Technical Paper

Critical Limitations on Significant Factors in Head Injury Research

1986-10-27
861890
The response of the head to blunt impact was investigated using anesthetized live and repressurized- and unrepressurized-postmortem Rhesus. The stationary test subject was struck on the occipital by a 10 kg guided moving impactor. The impactor striking surface was fitted with padding to vary the contact force-time characteristics. A nine-accelerometer system, rigidly affixed to the skull, measured head motion. Transducers placed at specific points below the skull recorded epidural pressure. The repressurization of postmortem subjects included repressurization of both the vascular and cerebrospinal systems.
Technical Paper

UMTRI Experimental Techniques in Head Injury Research

1985-06-01
851244
This paper discusses techniques developed and used by the Biosciences Group at the University of Michigan Transportation Research Institute (UMTRI) for measuring three-dimensional head motion, skull bone strain, epidural pressure, and internal brain motion of repressurized cadavers and Rhesus monkeys during head impact. In the experimental design, a stationary test subject is struck by a guided moving impactor of 10 kg (monkeys) and 25 or 65 kg (cadavers). The impactor striking surface is fitted with padding to vary the contact force-time characteristics. The experimental technique uses a nine-accelerometer system rigidly affixed to the skull to measure head motion, transducers placed at specific points below the skull to record epidural pressure, repressurization of both the vascular and cerebrospinal systems, and high-speed cineradiography (at 1000 frames per second) of radiopaque targets.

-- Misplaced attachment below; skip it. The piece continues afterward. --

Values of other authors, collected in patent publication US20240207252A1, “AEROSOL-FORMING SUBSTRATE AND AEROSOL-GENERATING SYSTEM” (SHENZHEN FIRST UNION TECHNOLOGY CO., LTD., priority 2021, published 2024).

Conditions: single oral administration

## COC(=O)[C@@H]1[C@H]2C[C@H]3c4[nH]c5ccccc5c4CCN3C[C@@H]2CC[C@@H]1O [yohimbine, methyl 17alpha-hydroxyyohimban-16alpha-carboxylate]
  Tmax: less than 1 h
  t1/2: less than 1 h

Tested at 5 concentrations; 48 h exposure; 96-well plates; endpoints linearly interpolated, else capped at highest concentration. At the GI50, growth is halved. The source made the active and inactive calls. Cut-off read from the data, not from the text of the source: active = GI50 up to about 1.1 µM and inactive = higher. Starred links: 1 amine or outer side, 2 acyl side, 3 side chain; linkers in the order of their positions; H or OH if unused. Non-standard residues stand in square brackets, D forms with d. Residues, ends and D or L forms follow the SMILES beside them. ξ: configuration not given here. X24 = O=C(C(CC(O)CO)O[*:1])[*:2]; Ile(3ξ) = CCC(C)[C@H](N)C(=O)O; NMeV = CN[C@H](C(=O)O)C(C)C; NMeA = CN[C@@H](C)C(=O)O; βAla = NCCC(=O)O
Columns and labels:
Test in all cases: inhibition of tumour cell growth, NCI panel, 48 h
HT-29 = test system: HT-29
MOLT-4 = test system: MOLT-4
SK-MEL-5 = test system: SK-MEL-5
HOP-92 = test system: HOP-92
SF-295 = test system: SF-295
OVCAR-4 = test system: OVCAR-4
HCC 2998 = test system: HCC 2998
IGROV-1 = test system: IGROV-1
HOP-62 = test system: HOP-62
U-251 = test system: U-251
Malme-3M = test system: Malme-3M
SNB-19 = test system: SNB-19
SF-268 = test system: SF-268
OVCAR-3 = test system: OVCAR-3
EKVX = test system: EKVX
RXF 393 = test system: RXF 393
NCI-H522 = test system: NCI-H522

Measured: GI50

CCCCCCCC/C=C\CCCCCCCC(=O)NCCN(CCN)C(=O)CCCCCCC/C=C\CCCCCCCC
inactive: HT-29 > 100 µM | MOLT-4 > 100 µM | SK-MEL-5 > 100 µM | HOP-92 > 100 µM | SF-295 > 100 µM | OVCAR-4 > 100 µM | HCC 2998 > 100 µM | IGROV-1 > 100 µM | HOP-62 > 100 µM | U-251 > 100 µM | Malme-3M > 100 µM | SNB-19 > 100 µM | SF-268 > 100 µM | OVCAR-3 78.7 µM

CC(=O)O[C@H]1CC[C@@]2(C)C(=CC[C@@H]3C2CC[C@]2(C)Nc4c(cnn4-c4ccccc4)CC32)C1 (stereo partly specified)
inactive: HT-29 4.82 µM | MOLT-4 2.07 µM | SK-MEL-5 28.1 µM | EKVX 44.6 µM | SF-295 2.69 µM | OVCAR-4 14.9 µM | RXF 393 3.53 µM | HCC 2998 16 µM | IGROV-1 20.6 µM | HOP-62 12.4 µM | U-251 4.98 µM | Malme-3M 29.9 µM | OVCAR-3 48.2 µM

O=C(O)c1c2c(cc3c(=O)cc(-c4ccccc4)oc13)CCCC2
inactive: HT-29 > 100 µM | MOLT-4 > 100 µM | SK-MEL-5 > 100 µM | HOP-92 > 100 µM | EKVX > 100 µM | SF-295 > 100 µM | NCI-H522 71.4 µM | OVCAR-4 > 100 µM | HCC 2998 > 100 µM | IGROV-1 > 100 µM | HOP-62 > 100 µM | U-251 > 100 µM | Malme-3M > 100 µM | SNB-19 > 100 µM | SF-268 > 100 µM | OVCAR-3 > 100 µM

Technical Paper

Thoracic Response to FrontalImpact

1985-04-01
851721
Heart-aortic trauma was investigated using live, anesthetized and postmortem canines subjected to frontal impact with a blunt impactor. The major focuses of this research program were: trauma to the heart aortic system, the kinematic response of the thoracic cage, and pressure in the ascending and descending aorta.
Technical Paper

Head impact Response—Skull Deformation and Angular Accelerations

1984-10-01
841657
The response of the head to impact was investigated using live anesthetized and postmortem Rhesus monkeys and repressurized cadavers. The stationary test subject was struck by a guided moving impactor of 10 kg for monkeys; 25 or 65 kg for cadavers. The impactor striking surface was fitted with padding to vary the contact force-time characteristics. The experimental technique used a nine-accelerometer system rigidly mounted on the head to measure head motion, transducers placed at specific points below the skull to record epidural pressure, repressurization of both the vascular and cerebral spinal systems of the cadaver model, and high-speed cineradiography (at 400 or 1000 frames per second) of selected test subjects. The results of the tests demonstrate the potential importance of skull deformation and angular acceleration on the injury produced in the live Rhesus and the damage produced in both the post-mortem Rhesus and the cadaver as a result of impact.
Technical Paper

Head and Neck Response to Axial Impacts

1984-10-01
841667